Optimisation of the randomly amplified polymorphic DNA (RAPD) technique as a tool for identification of commercial wine yeast strains
Jolly, N P
Van der Westhuizen, T J
Augustyn, O P H
Pretorius, I S
Wine yeast strains of Saccharomyces had previously been classified into several different species or varieties. This classification system was based mainly on sugar fermentation and assimilation patterns. Subsequently, most of these species were reclassified as Saccharomyces cerevisiae. The assignment of the majority of wine yeast strains to a single species does, however, not imply that all strains of Saccharomyces cerevisiae are equally suitable for wine fermentation. These physiological strains of Saccharomyces cerevisiae differ significantly in their fermentation performances and their ability to contribute to the final bouquet and quality of the various types of wine and distillates. Therefore, to ensure strain authenticity, security and proper strain management, it is of cardinal importance to have reliable taxonomic techniques available to identify and characterize individual strains of commercial cultures.
In this study, 18 commercial wine yeast strains were characterised in order to evaluate and compare three taxonomic techniques, namely long-chain fatty acid analysis, randomly amplified polumorphic DNA (RAPD) and electrophoretic karyotyping. As a single identification technique, electrophoretic karyotyping seems to be the most useful method for routine fingerprinting of wine yeast strains. However, we propose that the combined use of these three techniques provides the most reliable means of differentiating amongs commercial wine yeast strains.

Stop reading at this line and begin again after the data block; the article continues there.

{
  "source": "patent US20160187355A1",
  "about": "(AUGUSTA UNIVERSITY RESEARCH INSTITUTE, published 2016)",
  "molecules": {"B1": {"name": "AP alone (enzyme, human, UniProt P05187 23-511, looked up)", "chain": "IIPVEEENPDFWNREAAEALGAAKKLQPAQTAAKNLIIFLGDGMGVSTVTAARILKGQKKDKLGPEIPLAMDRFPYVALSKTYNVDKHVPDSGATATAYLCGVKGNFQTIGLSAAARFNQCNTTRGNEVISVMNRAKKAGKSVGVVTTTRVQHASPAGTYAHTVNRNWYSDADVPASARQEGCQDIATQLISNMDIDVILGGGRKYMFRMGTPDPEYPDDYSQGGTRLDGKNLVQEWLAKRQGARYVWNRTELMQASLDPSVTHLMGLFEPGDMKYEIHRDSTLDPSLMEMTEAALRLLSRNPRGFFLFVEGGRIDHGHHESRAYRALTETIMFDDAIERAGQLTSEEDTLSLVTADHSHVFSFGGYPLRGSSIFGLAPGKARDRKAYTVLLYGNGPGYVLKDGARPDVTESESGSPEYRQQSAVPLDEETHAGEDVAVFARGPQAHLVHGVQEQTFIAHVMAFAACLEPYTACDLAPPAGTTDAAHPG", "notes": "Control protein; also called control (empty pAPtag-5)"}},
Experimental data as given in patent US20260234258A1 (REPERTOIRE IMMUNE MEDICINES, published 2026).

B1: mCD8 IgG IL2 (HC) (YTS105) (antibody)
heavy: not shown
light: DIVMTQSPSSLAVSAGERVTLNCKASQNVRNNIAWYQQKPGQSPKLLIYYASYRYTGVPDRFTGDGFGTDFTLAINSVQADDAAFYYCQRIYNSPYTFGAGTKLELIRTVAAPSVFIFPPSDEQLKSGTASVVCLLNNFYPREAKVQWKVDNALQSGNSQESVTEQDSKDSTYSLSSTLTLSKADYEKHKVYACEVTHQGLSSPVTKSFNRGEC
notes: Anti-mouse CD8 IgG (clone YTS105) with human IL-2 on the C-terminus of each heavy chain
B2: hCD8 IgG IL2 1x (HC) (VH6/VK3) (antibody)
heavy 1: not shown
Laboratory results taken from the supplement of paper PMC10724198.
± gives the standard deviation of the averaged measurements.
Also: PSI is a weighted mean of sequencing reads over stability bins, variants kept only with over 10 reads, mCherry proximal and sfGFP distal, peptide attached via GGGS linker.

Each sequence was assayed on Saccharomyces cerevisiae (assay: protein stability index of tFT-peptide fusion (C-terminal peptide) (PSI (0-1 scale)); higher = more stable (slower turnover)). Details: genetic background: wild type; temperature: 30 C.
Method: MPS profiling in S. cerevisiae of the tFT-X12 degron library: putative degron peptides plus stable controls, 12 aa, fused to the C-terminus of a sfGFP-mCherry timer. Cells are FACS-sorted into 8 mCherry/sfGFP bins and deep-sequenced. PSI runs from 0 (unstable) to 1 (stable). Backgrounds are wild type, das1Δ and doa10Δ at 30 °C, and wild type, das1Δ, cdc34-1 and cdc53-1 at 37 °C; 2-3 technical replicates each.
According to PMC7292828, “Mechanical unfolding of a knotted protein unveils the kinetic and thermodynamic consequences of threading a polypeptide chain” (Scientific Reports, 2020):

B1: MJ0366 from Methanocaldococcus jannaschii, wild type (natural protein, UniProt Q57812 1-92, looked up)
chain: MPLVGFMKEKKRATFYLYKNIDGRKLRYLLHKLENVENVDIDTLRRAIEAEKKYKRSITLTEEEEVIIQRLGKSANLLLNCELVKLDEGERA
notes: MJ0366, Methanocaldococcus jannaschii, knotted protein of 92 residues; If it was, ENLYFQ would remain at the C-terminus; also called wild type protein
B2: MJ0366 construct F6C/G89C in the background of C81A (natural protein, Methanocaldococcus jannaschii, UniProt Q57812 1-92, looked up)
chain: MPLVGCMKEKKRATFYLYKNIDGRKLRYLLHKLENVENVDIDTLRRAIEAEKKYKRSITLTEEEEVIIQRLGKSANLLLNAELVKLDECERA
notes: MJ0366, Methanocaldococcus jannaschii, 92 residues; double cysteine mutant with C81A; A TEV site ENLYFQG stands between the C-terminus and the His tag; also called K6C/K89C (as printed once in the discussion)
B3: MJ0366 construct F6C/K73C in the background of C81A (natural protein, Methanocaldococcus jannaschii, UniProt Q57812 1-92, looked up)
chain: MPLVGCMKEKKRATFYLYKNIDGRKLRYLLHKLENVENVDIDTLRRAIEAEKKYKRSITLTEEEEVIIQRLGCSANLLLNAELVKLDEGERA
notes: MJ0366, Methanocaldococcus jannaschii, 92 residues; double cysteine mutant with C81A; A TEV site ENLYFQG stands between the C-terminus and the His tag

Van der Westhuizen, T J, Augustyn, O P H, Pretorius, I S. 1999. The value of long-chain fatty acid analysis, randomly amplified polymorphic DNA and electrophoretic karyotyping for the characterisation of wine yeast strains, South African Journal of Enology and Viticulture, v. 20 (1) (p. 3-10)
The article published in the South African Journal of Enology and Viticulture serves as a Final Report.